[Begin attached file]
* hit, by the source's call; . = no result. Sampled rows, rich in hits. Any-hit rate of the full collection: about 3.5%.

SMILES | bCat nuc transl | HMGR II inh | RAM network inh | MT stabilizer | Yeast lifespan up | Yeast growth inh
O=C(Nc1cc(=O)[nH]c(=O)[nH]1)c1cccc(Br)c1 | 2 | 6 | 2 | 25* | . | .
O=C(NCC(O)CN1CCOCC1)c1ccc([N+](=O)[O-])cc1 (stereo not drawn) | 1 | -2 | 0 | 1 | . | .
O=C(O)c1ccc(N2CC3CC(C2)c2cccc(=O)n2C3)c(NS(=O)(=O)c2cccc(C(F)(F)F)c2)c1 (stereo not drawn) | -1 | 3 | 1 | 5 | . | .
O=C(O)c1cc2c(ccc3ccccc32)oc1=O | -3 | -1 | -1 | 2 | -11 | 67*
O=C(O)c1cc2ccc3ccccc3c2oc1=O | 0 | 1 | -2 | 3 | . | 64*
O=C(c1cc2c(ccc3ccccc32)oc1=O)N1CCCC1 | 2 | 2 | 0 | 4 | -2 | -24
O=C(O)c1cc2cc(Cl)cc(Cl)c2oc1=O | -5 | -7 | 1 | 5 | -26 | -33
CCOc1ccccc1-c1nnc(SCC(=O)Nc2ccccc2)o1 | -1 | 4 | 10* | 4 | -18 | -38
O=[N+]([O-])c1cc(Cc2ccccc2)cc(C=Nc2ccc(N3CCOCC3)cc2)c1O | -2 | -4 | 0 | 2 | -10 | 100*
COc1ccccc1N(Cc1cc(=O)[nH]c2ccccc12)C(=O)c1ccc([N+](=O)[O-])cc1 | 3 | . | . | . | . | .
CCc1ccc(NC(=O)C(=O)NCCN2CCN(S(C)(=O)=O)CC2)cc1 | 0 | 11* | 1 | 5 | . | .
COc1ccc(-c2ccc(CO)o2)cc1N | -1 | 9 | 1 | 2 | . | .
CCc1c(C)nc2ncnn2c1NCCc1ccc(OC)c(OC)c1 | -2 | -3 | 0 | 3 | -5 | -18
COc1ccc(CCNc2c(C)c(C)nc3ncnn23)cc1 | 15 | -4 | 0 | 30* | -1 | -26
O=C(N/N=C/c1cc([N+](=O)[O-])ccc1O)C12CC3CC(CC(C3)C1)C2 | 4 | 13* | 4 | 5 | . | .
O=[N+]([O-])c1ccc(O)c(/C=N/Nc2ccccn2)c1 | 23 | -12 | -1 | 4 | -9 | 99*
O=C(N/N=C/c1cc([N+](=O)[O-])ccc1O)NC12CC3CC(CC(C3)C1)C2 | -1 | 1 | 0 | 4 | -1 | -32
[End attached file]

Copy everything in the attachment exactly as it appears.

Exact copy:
* hit, by the source's call; . = no result. Sampled rows, rich in hits. Any-hit rate of the full collection: about 3.5%.

SMILES | bCat nuc transl | HMGR II inh | RAM network inh | MT stabilizer | Yeast lifespan up | Yeast growth inh
O=C(Nc1cc(=O)[nH]c(=O)[nH]1)c1cccc(Br)c1 | 2 | 6 | 2 | 25* | . | .
O=C(NCC(O)CN1CCOCC1)c1ccc([N+](=O)[O-])cc1 (stereo not drawn) | 1 | -2 | 0 | 1 | . | .
O=C(O)c1ccc(N2CC3CC(C2)c2cccc(=O)n2C3)c(NS(=O)(=O)c2cccc(C(F)(F)F)c2)c1 (stereo not drawn) | -1 | 3 | 1 | 5 | . | .
O=C(O)c1cc2c(ccc3ccccc32)oc1=O | -3 | -1 | -1 | 2 | -11 | 67*
O=C(O)c1cc2ccc3ccccc3c2oc1=O | 0 | 1 | -2 | 3 | . | 64*
O=C(c1cc2c(ccc3ccccc32)oc1=O)N1CCCC1 | 2 | 2 | 0 | 4 | -2 | -24
O=C(O)c1cc2cc(Cl)cc(Cl)c2oc1=O | -5 | -7 | 1 | 5 | -26 | -33
CCOc1ccccc1-c1nnc(SCC(=O)Nc2ccccc2)o1 | -1 | 4 | 10* | 4 | -18 | -38
O=[N+]([O-])c1cc(Cc2ccccc2)cc(C=Nc2ccc(N3CCOCC3)cc2)c1O | -2 | -4 | 0 | 2 | -10 | 100*
COc1ccccc1N(Cc1cc(=O)[nH]c2ccccc12)C(=O)c1ccc([N+](=O)[O-])cc1 | 3 | . | . | . | . | .
CCc1ccc(NC(=O)C(=O)NCCN2CCN(S(C)(=O)=O)CC2)cc1 | 0 | 11* | 1 | 5 | . | .
COc1ccc(-c2ccc(CO)o2)cc1N | -1 | 9 | 1 | 2 | . | .
CCc1c(C)nc2ncnn2c1NCCc1ccc(OC)c(OC)c1 | -2 | -3 | 0 | 3 | -5 | -18
COc1ccc(CCNc2c(C)c(C)nc3ncnn23)cc1 | 15 | -4 | 0 | 30* | -1 | -26
O=C(N/N=C/c1cc([N+](=O)[O-])ccc1O)C12CC3CC(CC(C3)C1)C2 | 4 | 13* | 4 | 5 | . | .
O=[N+]([O-])c1ccc(O)c(/C=N/Nc2ccccn2)c1 | 23 | -12 | -1 | 4 | -9 | 99*
O=C(N/N=C/c1cc([N+](=O)[O-])ccc1O)NC12CC3CC(CC(C3)C1)C2 | -1 | 1 | 0 | 4 | -1 | -32